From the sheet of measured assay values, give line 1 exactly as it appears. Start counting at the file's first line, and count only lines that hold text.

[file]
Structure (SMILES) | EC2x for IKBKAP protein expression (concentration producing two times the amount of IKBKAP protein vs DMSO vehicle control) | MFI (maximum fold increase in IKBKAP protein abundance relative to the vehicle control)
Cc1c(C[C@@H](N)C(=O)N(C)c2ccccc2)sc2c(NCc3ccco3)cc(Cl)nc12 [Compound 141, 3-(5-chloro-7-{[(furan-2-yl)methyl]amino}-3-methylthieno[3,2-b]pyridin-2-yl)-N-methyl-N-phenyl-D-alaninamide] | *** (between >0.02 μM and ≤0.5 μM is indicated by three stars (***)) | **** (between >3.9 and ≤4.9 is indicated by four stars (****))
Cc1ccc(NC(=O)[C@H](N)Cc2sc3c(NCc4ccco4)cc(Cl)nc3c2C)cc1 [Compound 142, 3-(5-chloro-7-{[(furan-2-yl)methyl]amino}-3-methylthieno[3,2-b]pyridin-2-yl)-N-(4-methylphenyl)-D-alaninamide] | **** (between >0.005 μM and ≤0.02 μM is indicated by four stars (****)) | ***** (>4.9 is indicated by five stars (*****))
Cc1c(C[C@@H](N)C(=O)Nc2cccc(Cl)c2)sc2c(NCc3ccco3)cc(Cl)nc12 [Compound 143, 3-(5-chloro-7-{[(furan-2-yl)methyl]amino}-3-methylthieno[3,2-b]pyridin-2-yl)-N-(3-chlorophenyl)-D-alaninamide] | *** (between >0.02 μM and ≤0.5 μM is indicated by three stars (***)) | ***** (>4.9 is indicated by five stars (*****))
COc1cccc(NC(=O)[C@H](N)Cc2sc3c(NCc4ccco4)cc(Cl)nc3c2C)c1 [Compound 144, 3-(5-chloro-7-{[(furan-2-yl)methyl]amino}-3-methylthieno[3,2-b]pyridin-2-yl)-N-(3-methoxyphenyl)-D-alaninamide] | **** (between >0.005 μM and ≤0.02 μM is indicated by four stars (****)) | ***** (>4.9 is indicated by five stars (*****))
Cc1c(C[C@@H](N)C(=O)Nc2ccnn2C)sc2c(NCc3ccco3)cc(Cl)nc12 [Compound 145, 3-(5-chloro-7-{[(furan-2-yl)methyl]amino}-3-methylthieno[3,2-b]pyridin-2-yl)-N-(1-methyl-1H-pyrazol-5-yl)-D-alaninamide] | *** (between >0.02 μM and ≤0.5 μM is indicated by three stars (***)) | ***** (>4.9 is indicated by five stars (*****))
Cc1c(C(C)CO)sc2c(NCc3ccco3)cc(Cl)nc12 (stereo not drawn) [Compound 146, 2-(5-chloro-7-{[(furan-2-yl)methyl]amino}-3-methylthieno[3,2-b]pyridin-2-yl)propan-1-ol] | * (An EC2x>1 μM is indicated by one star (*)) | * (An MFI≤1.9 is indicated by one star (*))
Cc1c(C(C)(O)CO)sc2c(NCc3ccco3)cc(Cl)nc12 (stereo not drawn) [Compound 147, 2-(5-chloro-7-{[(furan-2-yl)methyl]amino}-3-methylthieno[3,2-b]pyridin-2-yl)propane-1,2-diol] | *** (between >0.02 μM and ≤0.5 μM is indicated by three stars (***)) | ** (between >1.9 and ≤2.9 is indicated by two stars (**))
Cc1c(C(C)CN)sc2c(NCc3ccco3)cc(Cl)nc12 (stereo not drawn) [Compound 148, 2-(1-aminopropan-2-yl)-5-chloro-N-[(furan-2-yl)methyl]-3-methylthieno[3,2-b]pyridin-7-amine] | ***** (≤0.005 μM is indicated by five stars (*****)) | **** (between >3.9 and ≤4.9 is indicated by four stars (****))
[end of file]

Structure (SMILES) | EC2x for IKBKAP protein expression (concentration producing two times the amount of IKBKAP protein vs DMSO vehicle control) | MFI (maximum fold increase in IKBKAP protein abundance relative to the vehicle control)